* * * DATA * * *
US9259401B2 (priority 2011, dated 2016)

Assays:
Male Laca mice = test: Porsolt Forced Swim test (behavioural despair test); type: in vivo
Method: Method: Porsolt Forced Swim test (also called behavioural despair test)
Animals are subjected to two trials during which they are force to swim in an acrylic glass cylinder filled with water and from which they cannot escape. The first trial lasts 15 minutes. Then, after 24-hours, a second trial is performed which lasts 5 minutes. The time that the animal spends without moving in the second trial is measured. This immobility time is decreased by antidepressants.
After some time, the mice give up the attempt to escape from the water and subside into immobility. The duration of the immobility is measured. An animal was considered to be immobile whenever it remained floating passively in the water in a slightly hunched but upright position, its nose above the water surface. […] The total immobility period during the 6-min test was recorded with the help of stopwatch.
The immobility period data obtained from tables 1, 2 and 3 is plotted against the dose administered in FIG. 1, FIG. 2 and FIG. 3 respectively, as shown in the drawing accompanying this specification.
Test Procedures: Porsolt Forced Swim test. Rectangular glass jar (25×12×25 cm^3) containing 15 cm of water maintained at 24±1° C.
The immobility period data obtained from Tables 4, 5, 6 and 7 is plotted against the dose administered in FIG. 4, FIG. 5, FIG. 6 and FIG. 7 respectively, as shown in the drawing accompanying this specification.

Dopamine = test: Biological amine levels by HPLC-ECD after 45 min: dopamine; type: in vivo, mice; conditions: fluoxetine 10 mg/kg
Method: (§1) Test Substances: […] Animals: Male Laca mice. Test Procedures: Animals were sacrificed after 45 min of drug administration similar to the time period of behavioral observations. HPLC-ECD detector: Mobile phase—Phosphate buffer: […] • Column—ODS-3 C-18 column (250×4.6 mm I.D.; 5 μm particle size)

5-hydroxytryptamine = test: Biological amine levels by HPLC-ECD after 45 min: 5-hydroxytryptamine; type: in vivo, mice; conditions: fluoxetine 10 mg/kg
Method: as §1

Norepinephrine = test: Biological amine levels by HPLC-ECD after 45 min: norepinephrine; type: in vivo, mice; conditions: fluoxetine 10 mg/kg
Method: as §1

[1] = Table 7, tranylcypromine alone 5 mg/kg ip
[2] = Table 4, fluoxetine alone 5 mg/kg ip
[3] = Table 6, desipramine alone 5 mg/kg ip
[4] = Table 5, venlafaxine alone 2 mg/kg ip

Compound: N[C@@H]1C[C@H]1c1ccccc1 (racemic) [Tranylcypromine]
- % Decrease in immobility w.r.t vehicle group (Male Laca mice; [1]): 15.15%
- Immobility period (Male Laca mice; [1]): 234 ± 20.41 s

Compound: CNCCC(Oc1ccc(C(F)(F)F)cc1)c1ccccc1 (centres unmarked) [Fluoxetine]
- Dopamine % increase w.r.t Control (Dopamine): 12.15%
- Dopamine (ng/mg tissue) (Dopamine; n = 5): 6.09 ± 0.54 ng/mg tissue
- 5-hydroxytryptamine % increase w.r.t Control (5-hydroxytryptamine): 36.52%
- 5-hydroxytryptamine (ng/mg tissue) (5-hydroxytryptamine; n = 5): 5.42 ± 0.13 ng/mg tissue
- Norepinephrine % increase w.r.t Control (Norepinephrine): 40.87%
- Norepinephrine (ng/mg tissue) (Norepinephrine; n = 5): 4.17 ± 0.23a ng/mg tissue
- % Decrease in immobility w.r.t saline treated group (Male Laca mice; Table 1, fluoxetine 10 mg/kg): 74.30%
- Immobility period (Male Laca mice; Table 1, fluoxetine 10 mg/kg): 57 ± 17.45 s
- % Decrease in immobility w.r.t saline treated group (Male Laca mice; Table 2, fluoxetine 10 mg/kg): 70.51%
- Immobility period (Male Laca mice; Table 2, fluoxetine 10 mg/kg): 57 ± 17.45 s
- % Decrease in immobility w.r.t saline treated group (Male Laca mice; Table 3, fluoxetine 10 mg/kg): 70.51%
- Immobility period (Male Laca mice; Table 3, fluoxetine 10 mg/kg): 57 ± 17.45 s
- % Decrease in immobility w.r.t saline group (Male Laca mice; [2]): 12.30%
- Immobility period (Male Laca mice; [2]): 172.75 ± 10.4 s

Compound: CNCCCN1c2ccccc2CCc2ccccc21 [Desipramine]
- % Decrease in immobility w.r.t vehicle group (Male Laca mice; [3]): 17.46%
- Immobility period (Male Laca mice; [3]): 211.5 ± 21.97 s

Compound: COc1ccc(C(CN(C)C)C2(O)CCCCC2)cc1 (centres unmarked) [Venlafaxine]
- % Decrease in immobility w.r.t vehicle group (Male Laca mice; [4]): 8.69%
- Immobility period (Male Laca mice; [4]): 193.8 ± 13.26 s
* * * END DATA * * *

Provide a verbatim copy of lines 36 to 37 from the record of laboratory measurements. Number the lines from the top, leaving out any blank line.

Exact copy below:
- % Decrease in immobility w.r.t saline group (Male Laca mice; [2]): 12.30%
- Immobility period (Male Laca mice; [2]): 172.75 ± 10.4 s